“400 rupees sir”
“Are you kidding me? That’s way too much! 50 rupees maximum!”
“Sir I spent one whole day making this yesterday. It is the best quality, fine detail. If you have a girlfriend, she would love it! Your mother perhaps, sister? I will give you the best price because I like you sir, 300 rupees!”
“No way, I’m living in India for 5 months and I can get this for much cheaper somewhere else”
“200 rupees, final offer”
“I’ll give you 80 rupees for it, no more. I have to go now, my friend is waiting”
“No wait! 150 rupees, final offer or I will be losing money on this deal”
“OK, goodbye” – turns around to walk off
“Fine, 100 rupees!”
“Deal, 100 rupees”
“Thank you sir, how was the Taj Mahal…blah, blah, blah”[This discourse is shortened down from the real bartering which took over 10 minutes]
Even though I bought this item at 25% of the originally proposed price I still feel like I overpaid for it big time…oh well I’ll get better at estimating these prices slowly. To put things into perspective, 100 rupees is $2 CAD. This happens at least 5 times per day.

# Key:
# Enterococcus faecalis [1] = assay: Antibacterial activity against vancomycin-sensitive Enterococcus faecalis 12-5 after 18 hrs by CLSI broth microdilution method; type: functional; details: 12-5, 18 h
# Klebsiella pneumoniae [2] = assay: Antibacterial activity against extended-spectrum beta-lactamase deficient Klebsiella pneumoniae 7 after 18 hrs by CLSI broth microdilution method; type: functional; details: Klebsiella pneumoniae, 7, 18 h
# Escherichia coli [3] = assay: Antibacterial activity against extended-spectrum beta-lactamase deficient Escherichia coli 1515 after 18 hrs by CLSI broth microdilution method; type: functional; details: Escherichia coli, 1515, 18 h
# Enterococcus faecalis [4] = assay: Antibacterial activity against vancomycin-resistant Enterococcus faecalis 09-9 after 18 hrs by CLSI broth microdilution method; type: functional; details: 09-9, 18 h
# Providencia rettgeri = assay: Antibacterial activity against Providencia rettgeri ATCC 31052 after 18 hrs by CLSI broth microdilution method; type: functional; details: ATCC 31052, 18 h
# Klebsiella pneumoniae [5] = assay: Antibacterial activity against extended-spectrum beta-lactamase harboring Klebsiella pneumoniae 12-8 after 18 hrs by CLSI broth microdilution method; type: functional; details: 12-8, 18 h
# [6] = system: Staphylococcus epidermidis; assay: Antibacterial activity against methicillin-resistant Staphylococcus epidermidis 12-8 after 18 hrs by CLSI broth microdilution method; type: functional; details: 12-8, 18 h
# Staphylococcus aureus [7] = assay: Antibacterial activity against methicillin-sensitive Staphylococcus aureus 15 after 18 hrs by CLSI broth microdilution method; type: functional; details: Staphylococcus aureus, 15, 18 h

Last week my friend Dominic and I booked train tickets to visit the touristy “Golden Triangle”, consisting of Jaipur and Agra. We were put on waitlists and by the time Thursday came around we were number 1 and 2 on the list. Unfortunately our train was destined to leave at 5pm on Thursday and we were still not off the waitlist when the train left. We were soon told about another option: hiring a driver for the weekend. It seemed ridiculous to both of us at the time the person at the travel bureau suggested it to us – we could never afford to do something like that in Canada on our cheap student budgets! But it turned out that having our own driver for three whole days to take us to wherever we wanted, whenever we wanted, cost us less than buying two train tickets in Italy. Paid for the driver, Shyam, and soon as he suited up we were on our way! Our only concern was that we might have been falling into a big scam and even to this day we don’t know if we did or not…oh well, we will never know now.